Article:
TensorFlow has emerged as one of the most popular deep learning frameworks in use today. It has by far more users and contributors than any other project, and appears to be continuing on its upward trajectory with the release of the TensorFlow 2.0 API. There are many new features of the TensorFlow 2.0 API to look through, and we will discuss many of them, including eager execution, notebook accessible tensorboards, and tighter integration with Keras. In addition, we will show how edge calculations can be accelerated with tensorflow.js which runs completely in the browser and provides much faster model serving. TensorFlow Lite is a framework for running on smaller remote devices. We will also discuss the parallel execution framework, as TensorFlow is well on the way to becoming the standard for all things deep learning.
Jerome Nilmeier is a developer advocate, data scientist, and member of the IBM Center for Open source Data and AI Technologies (CODAIT), where he works with with open source frameworks for big data, machine learning, and deep learning as a developer advocate. He has recently published an O'Reilly Manual, "Data Science and Engineering at Enterprise Scale", which is a great introductory text for data scientists interested in machine learning, big data, and AI.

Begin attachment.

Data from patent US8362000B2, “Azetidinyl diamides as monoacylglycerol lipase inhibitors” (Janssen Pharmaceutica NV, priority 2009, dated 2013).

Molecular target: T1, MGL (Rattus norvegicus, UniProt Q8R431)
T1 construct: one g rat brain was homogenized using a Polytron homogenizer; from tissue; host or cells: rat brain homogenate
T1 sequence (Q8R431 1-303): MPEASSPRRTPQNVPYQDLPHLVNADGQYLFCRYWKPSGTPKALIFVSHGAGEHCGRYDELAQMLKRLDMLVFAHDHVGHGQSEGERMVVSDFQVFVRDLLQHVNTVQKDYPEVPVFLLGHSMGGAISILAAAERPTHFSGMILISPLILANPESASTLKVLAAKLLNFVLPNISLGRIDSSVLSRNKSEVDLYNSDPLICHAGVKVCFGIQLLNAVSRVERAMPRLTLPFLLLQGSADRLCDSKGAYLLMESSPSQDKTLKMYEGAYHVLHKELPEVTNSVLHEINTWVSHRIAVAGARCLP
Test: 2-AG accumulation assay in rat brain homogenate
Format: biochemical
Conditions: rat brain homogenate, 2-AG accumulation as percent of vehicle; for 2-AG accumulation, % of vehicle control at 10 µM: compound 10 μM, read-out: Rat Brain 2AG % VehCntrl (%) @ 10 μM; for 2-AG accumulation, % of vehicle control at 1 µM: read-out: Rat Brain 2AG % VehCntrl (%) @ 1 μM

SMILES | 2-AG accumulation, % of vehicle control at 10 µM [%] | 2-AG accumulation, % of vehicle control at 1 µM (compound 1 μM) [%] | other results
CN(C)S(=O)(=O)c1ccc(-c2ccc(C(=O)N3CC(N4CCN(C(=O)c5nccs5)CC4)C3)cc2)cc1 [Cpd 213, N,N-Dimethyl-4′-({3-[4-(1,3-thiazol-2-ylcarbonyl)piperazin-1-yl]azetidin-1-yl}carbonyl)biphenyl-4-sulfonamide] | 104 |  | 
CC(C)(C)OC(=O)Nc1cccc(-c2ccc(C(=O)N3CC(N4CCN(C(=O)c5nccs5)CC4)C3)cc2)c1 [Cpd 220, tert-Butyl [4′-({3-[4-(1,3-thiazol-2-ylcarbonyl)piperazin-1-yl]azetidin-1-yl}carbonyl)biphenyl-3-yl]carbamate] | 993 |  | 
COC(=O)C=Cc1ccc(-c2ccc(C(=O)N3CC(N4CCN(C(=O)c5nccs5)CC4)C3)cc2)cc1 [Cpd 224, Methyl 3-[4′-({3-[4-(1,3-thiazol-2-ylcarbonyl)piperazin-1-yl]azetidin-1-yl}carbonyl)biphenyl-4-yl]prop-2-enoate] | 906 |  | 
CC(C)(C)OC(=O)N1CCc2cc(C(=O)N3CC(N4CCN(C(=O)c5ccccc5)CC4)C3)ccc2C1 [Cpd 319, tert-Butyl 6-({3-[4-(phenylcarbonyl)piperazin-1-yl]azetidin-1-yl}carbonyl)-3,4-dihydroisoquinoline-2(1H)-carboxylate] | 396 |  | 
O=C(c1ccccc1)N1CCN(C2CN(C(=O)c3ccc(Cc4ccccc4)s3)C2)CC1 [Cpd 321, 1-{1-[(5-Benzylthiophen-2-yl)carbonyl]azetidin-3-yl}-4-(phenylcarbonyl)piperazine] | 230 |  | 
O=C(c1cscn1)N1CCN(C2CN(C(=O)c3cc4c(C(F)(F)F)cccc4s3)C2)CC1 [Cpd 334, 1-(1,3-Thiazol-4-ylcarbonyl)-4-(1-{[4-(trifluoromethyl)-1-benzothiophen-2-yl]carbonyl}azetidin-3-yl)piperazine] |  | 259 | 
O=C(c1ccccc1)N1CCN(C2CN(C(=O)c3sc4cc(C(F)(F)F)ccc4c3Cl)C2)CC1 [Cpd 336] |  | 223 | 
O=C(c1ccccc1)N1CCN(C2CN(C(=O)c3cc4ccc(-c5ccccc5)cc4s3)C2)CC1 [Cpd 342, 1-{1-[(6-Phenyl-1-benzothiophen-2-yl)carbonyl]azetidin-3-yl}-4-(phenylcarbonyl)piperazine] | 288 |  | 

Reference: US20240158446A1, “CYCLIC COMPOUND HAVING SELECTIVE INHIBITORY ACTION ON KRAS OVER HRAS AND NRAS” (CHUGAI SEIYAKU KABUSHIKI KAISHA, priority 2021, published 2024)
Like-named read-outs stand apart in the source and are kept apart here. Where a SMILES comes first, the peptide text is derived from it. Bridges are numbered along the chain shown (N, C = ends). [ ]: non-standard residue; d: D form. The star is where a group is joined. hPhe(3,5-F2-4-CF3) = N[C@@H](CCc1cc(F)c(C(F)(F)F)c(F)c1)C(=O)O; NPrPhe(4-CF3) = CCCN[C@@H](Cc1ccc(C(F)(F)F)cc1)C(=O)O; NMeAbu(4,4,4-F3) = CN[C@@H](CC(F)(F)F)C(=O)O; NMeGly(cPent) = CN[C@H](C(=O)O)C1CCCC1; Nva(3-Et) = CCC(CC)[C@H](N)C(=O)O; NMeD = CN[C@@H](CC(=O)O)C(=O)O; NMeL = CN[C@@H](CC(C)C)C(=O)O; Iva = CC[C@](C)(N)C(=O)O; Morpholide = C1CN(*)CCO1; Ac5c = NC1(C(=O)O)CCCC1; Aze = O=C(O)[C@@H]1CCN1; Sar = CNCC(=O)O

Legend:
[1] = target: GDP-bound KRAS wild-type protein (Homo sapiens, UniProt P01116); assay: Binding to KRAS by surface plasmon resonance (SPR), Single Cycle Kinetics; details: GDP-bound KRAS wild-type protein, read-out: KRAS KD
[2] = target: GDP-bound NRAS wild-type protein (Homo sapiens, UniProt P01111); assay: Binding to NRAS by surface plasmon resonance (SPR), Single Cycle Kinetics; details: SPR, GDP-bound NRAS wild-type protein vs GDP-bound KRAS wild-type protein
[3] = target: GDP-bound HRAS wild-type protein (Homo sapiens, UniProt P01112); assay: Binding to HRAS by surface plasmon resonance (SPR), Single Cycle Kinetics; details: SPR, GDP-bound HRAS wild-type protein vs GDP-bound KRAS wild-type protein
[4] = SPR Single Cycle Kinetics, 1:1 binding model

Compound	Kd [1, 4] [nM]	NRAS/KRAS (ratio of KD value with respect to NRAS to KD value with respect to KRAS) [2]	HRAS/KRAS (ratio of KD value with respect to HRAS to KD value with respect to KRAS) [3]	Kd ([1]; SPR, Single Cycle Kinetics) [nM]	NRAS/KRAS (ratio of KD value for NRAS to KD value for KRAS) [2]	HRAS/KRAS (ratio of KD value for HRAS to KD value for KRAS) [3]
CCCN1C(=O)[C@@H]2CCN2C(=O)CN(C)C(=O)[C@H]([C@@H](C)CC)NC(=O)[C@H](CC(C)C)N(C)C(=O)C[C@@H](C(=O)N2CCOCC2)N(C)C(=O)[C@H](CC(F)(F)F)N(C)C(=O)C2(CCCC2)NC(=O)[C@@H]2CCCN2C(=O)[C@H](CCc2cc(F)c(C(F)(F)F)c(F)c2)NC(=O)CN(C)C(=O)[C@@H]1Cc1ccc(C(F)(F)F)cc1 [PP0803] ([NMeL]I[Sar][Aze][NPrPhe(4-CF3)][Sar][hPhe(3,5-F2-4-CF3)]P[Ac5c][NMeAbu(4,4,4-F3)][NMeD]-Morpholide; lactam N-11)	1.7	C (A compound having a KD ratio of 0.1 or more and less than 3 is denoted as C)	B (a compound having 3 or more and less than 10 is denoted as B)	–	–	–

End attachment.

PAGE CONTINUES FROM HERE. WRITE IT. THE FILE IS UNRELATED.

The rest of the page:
He has a BS in Chemical Engineering from UC Berkeley, a PhD in Computational Biophysics from UC San Francisco, and has carried out postdoctoral research in biophysics and bioinformatics at UC Berkeley, Lawrence Berkeley and Livermore Laboratories, and at Stanford as an OpenMM Fellow. Just prior to joining IBM, he completed the Insight Data Engineering program in late 2014. He has been with IBM since 2015.